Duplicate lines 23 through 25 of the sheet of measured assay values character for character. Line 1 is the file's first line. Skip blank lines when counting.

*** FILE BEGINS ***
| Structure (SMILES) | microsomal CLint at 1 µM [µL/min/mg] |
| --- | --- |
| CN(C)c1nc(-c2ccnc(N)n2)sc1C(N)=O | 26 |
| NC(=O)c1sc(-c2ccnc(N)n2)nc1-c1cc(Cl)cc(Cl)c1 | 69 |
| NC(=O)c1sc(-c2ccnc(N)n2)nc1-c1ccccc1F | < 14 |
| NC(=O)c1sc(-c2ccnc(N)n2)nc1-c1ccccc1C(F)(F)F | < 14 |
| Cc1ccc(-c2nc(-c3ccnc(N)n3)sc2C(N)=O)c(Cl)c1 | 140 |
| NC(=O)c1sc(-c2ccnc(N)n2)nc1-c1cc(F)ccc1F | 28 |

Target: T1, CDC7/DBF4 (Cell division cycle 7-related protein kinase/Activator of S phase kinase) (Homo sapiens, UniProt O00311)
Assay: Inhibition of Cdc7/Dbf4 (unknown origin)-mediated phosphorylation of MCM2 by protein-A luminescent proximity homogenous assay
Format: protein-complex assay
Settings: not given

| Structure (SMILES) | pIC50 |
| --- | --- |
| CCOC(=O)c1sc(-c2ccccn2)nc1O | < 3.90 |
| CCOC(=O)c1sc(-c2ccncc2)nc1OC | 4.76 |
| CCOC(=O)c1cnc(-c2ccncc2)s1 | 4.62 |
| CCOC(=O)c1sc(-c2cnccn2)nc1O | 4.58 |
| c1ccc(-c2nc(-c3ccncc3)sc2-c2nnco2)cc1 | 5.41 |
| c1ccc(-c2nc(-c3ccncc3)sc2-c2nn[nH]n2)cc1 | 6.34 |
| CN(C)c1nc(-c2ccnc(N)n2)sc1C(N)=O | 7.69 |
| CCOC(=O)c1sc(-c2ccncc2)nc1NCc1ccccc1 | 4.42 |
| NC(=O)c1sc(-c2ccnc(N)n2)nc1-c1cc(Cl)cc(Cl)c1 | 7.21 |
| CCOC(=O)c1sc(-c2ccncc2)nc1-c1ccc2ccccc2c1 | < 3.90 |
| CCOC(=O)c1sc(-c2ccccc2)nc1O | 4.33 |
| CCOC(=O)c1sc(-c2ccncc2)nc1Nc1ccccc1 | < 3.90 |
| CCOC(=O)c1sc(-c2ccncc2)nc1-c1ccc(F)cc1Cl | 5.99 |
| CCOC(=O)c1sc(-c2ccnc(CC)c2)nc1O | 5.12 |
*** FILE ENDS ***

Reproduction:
| NC(=O)c1sc(-c2ccnc(N)n2)nc1-c1cc(Cl)cc(Cl)c1 | 7.21 |
| CCOC(=O)c1sc(-c2ccncc2)nc1-c1ccc2ccccc2c1 | < 3.90 |
| CCOC(=O)c1sc(-c2ccccc2)nc1O | 4.33 |